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Thai protest leader denies murder charge over 'Red Shirt' crackdown

Published on Jul 28, 2014 5:29 PM
 
Former anti-government protest leader Suthep Thaugsuban (centre), who is now a Buddhist monk, arrives at the Criminal Court in Bangkok on Monday, July 28, 2014. The firebrand leader of months-long street protests which preceded Thailand's latest coup appeared in court on Monday to deny a murder charge over a bloody crackdown on opposition "Red Shirt" supporters four years ago. -- PHOTO: REUTERS

BANGKOK (AFP) - The firebrand leader of months-long street protests which preceded Thailand's latest coup appeared in court Monday to deny a murder charge over a bloody crackdown on opposition "Red Shirt" supporters four years ago.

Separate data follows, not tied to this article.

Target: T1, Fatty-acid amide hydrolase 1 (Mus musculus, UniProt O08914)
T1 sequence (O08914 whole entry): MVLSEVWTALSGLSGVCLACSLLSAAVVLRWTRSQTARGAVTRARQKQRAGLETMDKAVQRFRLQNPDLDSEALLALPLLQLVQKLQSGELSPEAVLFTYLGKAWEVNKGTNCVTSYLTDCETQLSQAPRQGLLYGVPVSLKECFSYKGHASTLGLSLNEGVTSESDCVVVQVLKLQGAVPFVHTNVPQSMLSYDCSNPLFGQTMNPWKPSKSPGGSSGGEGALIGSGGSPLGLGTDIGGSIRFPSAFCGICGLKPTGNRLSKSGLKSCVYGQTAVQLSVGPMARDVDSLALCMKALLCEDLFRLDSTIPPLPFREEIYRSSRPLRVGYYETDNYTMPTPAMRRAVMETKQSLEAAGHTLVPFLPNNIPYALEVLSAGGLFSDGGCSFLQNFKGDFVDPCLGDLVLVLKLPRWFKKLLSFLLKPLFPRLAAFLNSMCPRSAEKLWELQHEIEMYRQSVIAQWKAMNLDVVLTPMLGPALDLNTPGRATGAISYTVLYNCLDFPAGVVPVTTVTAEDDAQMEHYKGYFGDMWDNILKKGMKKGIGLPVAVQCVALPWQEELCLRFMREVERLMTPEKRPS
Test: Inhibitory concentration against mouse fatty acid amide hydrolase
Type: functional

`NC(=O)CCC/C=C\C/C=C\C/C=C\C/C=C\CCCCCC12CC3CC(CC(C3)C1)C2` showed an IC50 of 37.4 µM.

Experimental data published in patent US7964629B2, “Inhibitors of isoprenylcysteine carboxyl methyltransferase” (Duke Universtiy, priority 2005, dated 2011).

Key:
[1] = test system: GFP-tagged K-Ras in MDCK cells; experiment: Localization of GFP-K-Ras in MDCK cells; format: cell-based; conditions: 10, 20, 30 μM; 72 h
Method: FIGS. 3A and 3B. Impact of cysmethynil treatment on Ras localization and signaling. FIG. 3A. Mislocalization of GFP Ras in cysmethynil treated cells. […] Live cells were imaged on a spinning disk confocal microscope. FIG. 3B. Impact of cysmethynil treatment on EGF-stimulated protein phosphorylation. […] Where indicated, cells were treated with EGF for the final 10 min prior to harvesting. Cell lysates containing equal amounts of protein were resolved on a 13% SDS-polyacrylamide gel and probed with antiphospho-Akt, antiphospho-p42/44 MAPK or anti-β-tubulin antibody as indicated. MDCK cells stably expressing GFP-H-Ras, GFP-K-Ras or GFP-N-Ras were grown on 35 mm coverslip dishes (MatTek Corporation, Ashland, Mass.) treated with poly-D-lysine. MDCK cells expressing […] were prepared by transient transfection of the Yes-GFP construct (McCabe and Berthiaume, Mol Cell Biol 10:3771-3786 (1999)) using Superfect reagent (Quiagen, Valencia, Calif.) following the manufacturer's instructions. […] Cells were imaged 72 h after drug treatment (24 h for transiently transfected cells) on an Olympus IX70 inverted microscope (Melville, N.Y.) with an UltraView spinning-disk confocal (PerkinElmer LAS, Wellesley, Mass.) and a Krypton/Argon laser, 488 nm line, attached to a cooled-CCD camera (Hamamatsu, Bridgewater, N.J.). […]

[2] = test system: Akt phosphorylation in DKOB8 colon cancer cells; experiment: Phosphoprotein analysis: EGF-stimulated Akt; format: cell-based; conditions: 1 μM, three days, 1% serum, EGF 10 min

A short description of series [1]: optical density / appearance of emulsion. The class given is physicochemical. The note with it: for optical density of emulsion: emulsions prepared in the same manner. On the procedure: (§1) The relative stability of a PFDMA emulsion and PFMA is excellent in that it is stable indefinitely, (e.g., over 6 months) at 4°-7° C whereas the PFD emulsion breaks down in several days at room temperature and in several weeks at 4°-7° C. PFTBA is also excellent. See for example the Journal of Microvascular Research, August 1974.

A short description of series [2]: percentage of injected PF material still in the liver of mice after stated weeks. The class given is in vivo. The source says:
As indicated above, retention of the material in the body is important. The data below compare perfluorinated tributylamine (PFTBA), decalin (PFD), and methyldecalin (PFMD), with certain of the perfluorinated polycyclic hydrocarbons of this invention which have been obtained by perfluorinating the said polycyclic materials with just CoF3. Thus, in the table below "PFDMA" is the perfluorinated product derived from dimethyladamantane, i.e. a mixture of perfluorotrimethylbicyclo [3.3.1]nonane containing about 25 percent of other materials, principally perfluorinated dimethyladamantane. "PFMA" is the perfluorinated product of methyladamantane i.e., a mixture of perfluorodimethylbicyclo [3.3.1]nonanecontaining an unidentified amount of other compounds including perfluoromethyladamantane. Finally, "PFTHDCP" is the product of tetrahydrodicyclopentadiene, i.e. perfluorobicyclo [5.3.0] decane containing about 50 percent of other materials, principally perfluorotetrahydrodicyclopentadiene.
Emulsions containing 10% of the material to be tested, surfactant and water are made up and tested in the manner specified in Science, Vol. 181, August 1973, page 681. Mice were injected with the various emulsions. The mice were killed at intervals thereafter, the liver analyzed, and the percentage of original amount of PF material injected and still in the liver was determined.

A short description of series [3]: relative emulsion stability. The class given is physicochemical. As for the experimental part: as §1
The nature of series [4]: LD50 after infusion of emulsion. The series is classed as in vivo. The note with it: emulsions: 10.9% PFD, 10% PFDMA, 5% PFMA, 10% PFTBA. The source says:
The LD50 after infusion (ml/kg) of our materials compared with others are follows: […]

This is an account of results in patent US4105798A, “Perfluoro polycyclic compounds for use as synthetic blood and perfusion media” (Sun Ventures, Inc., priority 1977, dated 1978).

Suthep Thaugsuban was deputy prime minister of the then ruling Democrat Party during the 2010 crackdown, which left more than 90 people dead and hundreds more wounded in the heart of Bangkok.

"There were deaths and injuries caused by live bullets during the crackdown ordered by the defendant," a judge, whose name was withheld by the criminal court, said reading out the charge.

"I deny it," Suthep said, sporting a shaven head and the orange robes of a Buddhist monk after a stint in the clergy earlier this month. Many Thai men enter monkhood at some time during their lives in the overwhelmingly Buddhist nation.

 
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